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Pakistan attempts to restart Afghan peace process

Pakistan, in an attempt to resume a quadrilateral peace process that can help set an end to the Afghan war, has asked all the concerned group members to meet in Oman next week, the media reported on Tuesday.

Afghanistan, the US, China and Pakistan are members of the Quadrilateral Cooperation Group, reports Dawn news.

Pakistan Foreign Minister Khawaja Asif told the Voice of America while he was on an official visit to Washington last week that Islamabad would play a leading role in this quadrilateral session, aimed at bringing the Afghan Taliban to the negotiating table.

The group first met in January 2016 and has had five sessions so far, the last was held in May 2016 in Murree town, Punjab province.

The process was plagued by problems from the beginning. First, the Taliban refused to join it unless given the same status as the Afghan government. When they were persuaded to attend, relations between Kabul and Islamabad strained, reports Dawn news.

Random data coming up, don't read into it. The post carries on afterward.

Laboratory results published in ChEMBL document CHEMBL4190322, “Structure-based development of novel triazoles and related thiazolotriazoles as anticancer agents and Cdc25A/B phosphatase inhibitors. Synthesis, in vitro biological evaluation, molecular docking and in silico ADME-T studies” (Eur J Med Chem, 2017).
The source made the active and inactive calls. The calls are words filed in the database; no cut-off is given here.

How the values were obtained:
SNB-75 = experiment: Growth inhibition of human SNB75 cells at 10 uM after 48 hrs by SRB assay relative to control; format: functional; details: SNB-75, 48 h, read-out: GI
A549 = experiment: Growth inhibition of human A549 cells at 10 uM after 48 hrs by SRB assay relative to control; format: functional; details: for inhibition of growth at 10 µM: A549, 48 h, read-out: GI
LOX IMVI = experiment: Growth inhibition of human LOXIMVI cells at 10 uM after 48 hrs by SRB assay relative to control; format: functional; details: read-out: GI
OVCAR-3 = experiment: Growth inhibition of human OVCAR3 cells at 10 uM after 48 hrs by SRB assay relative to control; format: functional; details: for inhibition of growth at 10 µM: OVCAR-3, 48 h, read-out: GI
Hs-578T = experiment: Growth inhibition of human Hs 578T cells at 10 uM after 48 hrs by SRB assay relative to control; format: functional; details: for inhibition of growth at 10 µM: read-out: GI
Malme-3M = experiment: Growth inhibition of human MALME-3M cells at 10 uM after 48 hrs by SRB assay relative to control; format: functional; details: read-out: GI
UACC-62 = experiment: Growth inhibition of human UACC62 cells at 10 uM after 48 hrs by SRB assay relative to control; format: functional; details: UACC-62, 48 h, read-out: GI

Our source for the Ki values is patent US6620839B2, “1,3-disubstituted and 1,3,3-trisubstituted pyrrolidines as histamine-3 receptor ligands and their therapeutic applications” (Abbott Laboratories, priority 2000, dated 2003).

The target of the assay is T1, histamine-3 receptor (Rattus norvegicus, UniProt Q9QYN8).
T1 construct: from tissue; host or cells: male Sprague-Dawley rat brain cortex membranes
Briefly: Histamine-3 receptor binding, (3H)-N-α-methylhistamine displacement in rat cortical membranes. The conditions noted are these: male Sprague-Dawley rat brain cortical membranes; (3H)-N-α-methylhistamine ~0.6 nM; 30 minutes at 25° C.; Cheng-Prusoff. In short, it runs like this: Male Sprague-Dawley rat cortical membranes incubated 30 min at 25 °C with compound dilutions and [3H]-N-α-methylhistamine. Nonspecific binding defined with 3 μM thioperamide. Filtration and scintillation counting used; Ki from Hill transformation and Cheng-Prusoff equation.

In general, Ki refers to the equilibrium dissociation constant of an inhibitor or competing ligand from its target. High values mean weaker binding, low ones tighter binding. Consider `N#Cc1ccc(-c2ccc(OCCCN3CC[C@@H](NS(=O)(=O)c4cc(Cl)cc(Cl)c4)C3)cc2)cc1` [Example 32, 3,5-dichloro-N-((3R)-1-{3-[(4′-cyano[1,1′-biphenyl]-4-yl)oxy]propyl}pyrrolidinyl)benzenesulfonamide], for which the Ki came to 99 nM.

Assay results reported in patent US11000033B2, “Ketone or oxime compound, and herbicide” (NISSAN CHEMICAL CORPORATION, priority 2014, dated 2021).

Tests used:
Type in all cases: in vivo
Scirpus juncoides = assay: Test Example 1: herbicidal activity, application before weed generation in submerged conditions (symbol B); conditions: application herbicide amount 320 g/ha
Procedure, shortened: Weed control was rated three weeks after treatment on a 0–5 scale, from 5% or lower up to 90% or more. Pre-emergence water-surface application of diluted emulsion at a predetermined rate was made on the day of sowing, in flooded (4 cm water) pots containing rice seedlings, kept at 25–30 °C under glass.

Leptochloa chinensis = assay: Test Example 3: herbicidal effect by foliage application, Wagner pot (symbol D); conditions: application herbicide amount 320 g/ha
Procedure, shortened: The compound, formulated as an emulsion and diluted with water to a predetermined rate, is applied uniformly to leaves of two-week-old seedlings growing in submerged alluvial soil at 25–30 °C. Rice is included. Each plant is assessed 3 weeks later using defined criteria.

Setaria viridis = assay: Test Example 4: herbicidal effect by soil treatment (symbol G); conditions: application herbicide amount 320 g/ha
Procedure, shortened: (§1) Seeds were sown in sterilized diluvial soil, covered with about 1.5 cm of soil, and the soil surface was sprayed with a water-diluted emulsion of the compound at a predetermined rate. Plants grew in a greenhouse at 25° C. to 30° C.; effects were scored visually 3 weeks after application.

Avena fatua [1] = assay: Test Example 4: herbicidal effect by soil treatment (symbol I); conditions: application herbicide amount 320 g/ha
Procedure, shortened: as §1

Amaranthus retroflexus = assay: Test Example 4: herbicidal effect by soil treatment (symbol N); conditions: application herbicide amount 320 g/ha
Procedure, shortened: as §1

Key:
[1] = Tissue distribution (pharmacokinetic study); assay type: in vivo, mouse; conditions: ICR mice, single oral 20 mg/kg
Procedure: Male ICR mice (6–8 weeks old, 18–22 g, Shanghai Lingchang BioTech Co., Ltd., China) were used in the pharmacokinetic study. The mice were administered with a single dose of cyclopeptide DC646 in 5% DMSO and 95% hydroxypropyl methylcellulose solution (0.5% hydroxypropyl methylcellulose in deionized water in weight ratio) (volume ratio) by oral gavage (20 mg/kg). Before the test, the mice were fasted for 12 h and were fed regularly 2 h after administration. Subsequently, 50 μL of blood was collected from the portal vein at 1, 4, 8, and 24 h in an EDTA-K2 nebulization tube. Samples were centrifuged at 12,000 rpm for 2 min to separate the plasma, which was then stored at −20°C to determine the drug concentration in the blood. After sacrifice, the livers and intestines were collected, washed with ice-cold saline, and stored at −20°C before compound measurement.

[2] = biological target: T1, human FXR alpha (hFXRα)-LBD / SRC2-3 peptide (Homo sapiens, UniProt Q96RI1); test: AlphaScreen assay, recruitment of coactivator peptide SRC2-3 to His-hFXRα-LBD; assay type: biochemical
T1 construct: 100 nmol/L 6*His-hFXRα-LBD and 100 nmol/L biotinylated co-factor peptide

The international community too welcomed the quadrilateral talks because all four countries are seen as crucial to ensuring the success of any peace talks on Afghanistan.

The Pakistani Foreign Minister acknowledged that Pakistan too was losing its influence on the Taliban.

“At least for our influence on Taliban today, there is mistrust,” Asif told the VOA, adding that he believes Russia “today has more influence on the Taliban than Pakistan does”.

Despite these concerns, all four members of this group want some peace in Afghanistan and are likely to participate in the Muscat meeting on October 16.

But instead of sending their senior officials, as they did to the last five meetings, they are likely to send mid-level officials to prepare for future talks.